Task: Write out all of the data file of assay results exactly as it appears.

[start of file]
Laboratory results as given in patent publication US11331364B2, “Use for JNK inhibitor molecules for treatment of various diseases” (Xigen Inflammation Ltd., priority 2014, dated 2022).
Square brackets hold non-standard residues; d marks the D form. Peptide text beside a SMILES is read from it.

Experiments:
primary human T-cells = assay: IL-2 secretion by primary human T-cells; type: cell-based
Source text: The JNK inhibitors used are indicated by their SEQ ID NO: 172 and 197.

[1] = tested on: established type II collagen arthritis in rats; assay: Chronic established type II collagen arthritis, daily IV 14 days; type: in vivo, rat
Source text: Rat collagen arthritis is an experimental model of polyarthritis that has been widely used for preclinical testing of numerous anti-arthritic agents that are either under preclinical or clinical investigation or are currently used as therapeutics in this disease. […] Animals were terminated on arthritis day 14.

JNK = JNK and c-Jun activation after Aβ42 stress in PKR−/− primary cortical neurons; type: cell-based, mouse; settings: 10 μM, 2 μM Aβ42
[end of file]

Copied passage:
Laboratory results as given in patent publication US11331364B2, “Use for JNK inhibitor molecules for treatment of various diseases” (Xigen Inflammation Ltd., priority 2014, dated 2022).
Square brackets hold non-standard residues; d marks the D form. Peptide text beside a SMILES is read from it.

Experiments:
primary human T-cells = assay: IL-2 secretion by primary human T-cells; type: cell-based
Source text: The JNK inhibitors used are indicated by their SEQ ID NO: 172 and 197.

[1] = tested on: established type II collagen arthritis in rats; assay: Chronic established type II collagen arthritis, daily IV 14 days; type: in vivo, rat
Source text: Rat collagen arthritis is an experimental model of polyarthritis that has been widely used for preclinical testing of numerous anti-arthritic agents that are either under preclinical or clinical investigation or are currently used as therapeutics in this disease. […] Animals were terminated on arthritis day 14.

JNK = JNK and c-Jun activation after Aβ42 stress in PKR−/− primary cortical neurons; type: cell-based, mouse; settings: 10 μM, 2 μM Aβ42